A comprehensive history of the terms justice, social justice and biblical justice. On the technical side, but if you just want the facts then this is an excellent starting point. If you would like a different writing style, but similar content try Tim Keller's "What is Biblical Justice?"
In an excerpt from Tim Keller's book, Generous Justice, he explains that biblical justice consists of two Hebrew words - mishpat (to treat people equitably) and tzadeqah (a life of right relationships) - and when those two words are brought together in today's terms it would be called social justice. If you would like a different writing style, but similar content try Joe Carter's "The FAQs: What Christians Should Know About Social Justice."
Associate professor of theology and culture at Fuller Theological Seminary W. David O. Taylor says all that we need to do to learn about justice and the Bible is to open the book of Psalms. In the book we can learn what Biblical justice is, who should pursue justice and what justice looks like.
From the four gospels to Isaiah to Micah and more, the Bible paints a clear picture that Christians should pursue justice, not just with words, but with action. These actions can help repair the credibility of the church while helping marginalized groups in addition to serving as a witness to the power of the Gospel.
Professor and department head of sociology at the University of Illinois at Chicago Michael O. Emerson writes about Christians who get so caught up in social justice/injustice that they abandon Christianity. Emerson says that the means and the ends matter and that divorcing Jesus from justice ultimately leads to failure and frustration.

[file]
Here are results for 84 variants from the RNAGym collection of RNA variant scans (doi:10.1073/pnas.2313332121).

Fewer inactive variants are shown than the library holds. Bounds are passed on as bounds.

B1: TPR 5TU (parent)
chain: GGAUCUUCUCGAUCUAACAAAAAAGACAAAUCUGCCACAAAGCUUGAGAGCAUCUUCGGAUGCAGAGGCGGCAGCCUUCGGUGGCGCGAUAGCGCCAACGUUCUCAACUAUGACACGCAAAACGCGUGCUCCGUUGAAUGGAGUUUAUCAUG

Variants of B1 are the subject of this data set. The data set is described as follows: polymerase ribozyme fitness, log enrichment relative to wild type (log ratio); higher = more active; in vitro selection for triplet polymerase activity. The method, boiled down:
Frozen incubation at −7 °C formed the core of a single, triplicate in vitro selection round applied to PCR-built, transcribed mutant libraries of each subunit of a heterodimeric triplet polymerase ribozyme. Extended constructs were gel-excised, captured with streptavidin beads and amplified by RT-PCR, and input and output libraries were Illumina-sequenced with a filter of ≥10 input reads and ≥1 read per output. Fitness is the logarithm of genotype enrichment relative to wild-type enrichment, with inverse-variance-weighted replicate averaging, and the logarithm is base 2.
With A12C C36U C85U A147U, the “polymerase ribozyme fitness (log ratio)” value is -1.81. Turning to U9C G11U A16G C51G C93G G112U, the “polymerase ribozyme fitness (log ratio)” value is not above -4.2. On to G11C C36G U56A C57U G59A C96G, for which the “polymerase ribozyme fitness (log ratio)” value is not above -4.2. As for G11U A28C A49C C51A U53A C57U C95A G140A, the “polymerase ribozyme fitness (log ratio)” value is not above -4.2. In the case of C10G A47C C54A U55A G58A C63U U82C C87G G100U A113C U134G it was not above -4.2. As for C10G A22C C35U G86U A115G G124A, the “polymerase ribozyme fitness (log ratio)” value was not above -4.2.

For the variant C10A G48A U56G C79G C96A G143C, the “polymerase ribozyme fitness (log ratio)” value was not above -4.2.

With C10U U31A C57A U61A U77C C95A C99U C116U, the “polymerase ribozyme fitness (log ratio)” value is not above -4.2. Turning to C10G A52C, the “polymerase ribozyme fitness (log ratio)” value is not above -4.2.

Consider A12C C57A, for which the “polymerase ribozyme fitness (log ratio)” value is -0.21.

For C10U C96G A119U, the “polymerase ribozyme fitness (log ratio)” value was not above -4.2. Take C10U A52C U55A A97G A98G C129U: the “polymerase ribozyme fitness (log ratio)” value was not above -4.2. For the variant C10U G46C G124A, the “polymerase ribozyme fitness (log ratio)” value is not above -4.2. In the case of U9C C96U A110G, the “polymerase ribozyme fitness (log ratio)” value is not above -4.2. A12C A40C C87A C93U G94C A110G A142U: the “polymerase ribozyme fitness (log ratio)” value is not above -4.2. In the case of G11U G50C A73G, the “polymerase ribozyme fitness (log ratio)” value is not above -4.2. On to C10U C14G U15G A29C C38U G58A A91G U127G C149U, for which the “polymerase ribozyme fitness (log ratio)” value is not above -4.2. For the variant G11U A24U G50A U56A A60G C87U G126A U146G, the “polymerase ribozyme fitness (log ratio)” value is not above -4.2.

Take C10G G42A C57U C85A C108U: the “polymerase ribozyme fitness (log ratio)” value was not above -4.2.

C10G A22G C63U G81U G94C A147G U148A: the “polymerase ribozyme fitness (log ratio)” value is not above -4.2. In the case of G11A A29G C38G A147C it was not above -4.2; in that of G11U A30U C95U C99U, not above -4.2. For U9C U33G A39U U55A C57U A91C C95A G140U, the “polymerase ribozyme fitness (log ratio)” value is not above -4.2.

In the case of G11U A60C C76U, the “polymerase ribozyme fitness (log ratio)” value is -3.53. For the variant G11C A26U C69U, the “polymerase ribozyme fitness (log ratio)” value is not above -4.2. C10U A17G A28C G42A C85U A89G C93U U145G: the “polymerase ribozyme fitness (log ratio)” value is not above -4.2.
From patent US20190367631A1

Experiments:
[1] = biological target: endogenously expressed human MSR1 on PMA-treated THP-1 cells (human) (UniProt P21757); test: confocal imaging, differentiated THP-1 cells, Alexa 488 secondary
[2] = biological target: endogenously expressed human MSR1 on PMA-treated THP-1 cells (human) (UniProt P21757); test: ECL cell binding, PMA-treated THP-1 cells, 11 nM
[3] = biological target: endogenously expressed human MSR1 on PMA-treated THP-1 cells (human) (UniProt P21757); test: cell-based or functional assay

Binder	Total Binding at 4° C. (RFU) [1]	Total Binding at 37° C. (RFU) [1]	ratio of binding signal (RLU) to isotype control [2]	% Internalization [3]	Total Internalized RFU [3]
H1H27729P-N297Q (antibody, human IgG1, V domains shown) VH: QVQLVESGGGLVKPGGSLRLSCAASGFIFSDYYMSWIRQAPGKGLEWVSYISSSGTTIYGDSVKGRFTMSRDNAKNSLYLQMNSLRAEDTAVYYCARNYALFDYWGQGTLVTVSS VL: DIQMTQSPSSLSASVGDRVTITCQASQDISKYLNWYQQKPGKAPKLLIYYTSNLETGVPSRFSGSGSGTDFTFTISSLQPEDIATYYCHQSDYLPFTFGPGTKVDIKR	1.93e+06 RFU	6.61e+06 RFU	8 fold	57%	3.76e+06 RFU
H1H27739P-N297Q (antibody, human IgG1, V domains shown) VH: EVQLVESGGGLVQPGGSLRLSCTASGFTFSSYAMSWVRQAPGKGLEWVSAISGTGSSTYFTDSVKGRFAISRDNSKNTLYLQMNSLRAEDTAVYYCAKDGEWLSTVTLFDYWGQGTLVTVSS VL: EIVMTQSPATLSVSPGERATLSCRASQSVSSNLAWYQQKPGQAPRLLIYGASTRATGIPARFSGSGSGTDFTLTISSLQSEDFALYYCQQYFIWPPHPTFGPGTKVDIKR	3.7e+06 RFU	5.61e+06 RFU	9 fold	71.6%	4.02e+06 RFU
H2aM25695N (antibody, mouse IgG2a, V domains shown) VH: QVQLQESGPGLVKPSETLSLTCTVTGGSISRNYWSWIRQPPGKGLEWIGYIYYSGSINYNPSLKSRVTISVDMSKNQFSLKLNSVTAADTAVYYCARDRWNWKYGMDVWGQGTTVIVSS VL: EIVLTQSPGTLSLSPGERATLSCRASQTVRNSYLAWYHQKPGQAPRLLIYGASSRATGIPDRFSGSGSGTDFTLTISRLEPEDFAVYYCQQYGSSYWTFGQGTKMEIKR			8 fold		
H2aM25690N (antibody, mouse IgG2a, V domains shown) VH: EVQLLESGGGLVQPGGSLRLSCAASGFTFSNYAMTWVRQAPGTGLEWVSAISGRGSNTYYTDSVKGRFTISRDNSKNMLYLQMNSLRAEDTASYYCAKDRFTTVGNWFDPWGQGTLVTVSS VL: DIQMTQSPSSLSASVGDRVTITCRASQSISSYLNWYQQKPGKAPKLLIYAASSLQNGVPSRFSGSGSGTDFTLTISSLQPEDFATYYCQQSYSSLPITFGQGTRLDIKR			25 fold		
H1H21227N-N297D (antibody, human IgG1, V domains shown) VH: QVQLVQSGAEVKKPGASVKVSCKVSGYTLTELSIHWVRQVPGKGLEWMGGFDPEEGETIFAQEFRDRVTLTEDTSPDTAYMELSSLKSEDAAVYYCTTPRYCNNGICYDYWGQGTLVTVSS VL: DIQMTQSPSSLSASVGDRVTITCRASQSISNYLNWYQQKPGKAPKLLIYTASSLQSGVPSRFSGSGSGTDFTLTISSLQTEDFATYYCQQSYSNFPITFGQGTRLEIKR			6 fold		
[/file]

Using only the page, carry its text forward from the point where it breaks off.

Biola professor Joe Hellerman sees three problems when an all lives matter slogan or variation on that theme is used to counter a black lives matter statement. One problem is that social context means something.
Living in intimate relationships with people of color or at the very least speaking with people of different opinions is a must for Christians to work through racial issues says Natasha Sistrunk Robinson, the Assistant Director of the Center for the Development of Evangelical Leadership (CDEL) at Gordon-Conwell Theological Seminary. Sistrunk Robinson also explains three things to help white evangelicals know where some black people are coming from when they say black lives matter.
Pastor David Williams attempts to breakdown the difference between BLM's hashtag, movement, and network while trying to get at the truth. Although this is centered around InterVarsity's position in 2016, much of the article is relevant today. Lots of excellent links included in the article to dig deeper as well.
Using the story of boxer Mohammed Ali leaving his Christian faith because the church he attended would not stand up for him in the face of discrimination actor Gauis Charles wonders if the Christian church is in a similar moment. The church in the past has been complicit with slavery and many churches have not engaged in anti-racism teaching. Will the failure of the church to lead on issues of race result in people walking away?
Christians may disagree on whether police reform is needed or if it is needed to what extent. Regardless of that debate writer Charles Holmes Jr. says that Christians need to lead by example and get involved in law enforcement "to exemplify what love and true service in minority and poor communities looks like."